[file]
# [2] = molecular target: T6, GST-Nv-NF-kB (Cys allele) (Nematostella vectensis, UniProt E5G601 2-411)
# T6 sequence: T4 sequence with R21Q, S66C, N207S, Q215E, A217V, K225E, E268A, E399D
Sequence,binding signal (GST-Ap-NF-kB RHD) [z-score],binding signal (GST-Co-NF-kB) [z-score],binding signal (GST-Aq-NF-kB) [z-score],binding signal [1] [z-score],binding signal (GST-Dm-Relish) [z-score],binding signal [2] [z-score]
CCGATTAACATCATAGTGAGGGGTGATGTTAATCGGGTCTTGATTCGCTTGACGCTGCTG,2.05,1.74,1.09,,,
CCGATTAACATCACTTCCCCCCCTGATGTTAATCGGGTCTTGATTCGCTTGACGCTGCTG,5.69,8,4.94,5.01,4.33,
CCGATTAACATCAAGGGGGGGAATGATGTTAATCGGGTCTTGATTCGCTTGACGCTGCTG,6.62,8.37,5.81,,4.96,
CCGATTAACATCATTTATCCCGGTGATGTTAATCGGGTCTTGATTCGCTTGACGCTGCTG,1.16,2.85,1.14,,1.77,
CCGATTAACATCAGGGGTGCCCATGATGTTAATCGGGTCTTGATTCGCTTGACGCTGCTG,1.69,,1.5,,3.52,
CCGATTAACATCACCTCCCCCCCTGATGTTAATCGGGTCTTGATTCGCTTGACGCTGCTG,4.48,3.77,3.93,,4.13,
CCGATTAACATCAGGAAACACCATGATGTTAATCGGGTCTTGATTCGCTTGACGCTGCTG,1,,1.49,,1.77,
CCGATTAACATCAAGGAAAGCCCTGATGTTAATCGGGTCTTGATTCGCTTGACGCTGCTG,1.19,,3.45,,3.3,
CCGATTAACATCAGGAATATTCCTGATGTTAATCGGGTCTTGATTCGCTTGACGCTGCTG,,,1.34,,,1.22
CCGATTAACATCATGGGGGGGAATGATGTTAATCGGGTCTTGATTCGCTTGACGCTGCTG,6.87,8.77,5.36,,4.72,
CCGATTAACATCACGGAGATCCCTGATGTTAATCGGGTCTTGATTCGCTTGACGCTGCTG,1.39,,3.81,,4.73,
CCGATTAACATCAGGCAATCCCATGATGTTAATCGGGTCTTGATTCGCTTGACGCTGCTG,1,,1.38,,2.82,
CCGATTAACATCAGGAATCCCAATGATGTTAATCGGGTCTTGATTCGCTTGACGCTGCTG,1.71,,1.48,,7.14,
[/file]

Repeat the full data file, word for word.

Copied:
# [2] = molecular target: T6, GST-Nv-NF-kB (Cys allele) (Nematostella vectensis, UniProt E5G601 2-411)
# T6 sequence: T4 sequence with R21Q, S66C, N207S, Q215E, A217V, K225E, E268A, E399D
Sequence,binding signal (GST-Ap-NF-kB RHD) [z-score],binding signal (GST-Co-NF-kB) [z-score],binding signal (GST-Aq-NF-kB) [z-score],binding signal [1] [z-score],binding signal (GST-Dm-Relish) [z-score],binding signal [2] [z-score]
CCGATTAACATCATAGTGAGGGGTGATGTTAATCGGGTCTTGATTCGCTTGACGCTGCTG,2.05,1.74,1.09,,,
CCGATTAACATCACTTCCCCCCCTGATGTTAATCGGGTCTTGATTCGCTTGACGCTGCTG,5.69,8,4.94,5.01,4.33,
CCGATTAACATCAAGGGGGGGAATGATGTTAATCGGGTCTTGATTCGCTTGACGCTGCTG,6.62,8.37,5.81,,4.96,
CCGATTAACATCATTTATCCCGGTGATGTTAATCGGGTCTTGATTCGCTTGACGCTGCTG,1.16,2.85,1.14,,1.77,
CCGATTAACATCAGGGGTGCCCATGATGTTAATCGGGTCTTGATTCGCTTGACGCTGCTG,1.69,,1.5,,3.52,
CCGATTAACATCACCTCCCCCCCTGATGTTAATCGGGTCTTGATTCGCTTGACGCTGCTG,4.48,3.77,3.93,,4.13,
CCGATTAACATCAGGAAACACCATGATGTTAATCGGGTCTTGATTCGCTTGACGCTGCTG,1,,1.49,,1.77,
CCGATTAACATCAAGGAAAGCCCTGATGTTAATCGGGTCTTGATTCGCTTGACGCTGCTG,1.19,,3.45,,3.3,
CCGATTAACATCAGGAATATTCCTGATGTTAATCGGGTCTTGATTCGCTTGACGCTGCTG,,,1.34,,,1.22
CCGATTAACATCATGGGGGGGAATGATGTTAATCGGGTCTTGATTCGCTTGACGCTGCTG,6.87,8.77,5.36,,4.72,
CCGATTAACATCACGGAGATCCCTGATGTTAATCGGGTCTTGATTCGCTTGACGCTGCTG,1.39,,3.81,,4.73,
CCGATTAACATCAGGCAATCCCATGATGTTAATCGGGTCTTGATTCGCTTGACGCTGCTG,1,,1.38,,2.82,
CCGATTAACATCAGGAATCCCAATGATGTTAATCGGGTCTTGATTCGCTTGACGCTGCTG,1.71,,1.48,,7.14,